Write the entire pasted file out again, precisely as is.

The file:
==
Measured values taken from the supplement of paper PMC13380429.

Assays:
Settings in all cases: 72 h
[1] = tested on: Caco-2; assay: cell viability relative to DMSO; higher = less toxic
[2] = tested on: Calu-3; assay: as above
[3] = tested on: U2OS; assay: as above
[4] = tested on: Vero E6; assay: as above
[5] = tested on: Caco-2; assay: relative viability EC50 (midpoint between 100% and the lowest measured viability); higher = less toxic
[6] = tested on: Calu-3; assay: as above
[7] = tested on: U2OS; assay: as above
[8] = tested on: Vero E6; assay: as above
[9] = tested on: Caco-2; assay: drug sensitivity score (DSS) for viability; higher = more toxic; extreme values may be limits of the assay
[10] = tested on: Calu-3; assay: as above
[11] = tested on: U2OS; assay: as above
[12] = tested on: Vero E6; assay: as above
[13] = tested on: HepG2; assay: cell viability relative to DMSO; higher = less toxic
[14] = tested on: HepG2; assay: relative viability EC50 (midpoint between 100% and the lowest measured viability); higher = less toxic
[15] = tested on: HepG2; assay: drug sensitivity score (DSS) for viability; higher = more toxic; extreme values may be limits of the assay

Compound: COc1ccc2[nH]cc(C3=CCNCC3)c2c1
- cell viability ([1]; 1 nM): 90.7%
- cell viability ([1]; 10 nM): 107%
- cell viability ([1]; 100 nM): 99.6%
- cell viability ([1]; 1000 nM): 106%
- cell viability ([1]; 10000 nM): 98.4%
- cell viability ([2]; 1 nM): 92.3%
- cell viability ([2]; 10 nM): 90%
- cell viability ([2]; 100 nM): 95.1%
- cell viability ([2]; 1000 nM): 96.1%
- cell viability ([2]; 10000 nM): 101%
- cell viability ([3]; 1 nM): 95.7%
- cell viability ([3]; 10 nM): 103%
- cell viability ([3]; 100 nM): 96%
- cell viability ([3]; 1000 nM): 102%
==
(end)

Measured values taken from the supplement of paper PMC13380429.

Assays:
Settings in all cases: 72 h
[1] = tested on: Caco-2; assay: cell viability relative to DMSO; higher = less toxic
[2] = tested on: Calu-3; assay: as above
[3] = tested on: U2OS; assay: as above
[4] = tested on: Vero E6; assay: as above
[5] = tested on: Caco-2; assay: relative viability EC50 (midpoint between 100% and the lowest measured viability); higher = less toxic
[6] = tested on: Calu-3; assay: as above
[7] = tested on: U2OS; assay: as above
[8] = tested on: Vero E6; assay: as above
[9] = tested on: Caco-2; assay: drug sensitivity score (DSS) for viability; higher = more toxic; extreme values may be limits of the assay
[10] = tested on: Calu-3; assay: as above
[11] = tested on: U2OS; assay: as above
[12] = tested on: Vero E6; assay: as above
[13] = tested on: HepG2; assay: cell viability relative to DMSO; higher = less toxic
[14] = tested on: HepG2; assay: relative viability EC50 (midpoint between 100% and the lowest measured viability); higher = less toxic
[15] = tested on: HepG2; assay: drug sensitivity score (DSS) for viability; higher = more toxic; extreme values may be limits of the assay

Compound: COc1ccc2[nH]cc(C3=CCNCC3)c2c1
- cell viability ([1]; 1 nM): 90.7%
- cell viability ([1]; 10 nM): 107%
- cell viability ([1]; 100 nM): 99.6%
- cell viability ([1]; 1000 nM): 106%
- cell viability ([1]; 10000 nM): 98.4%
- cell viability ([2]; 1 nM): 92.3%
- cell viability ([2]; 10 nM): 90%
- cell viability ([2]; 100 nM): 95.1%
- cell viability ([2]; 1000 nM): 96.1%
- cell viability ([2]; 10000 nM): 101%
- cell viability ([3]; 1 nM): 95.7%
- cell viability ([3]; 10 nM): 103%
- cell viability ([3]; 100 nM): 96%
- cell viability ([3]; 1000 nM): 102%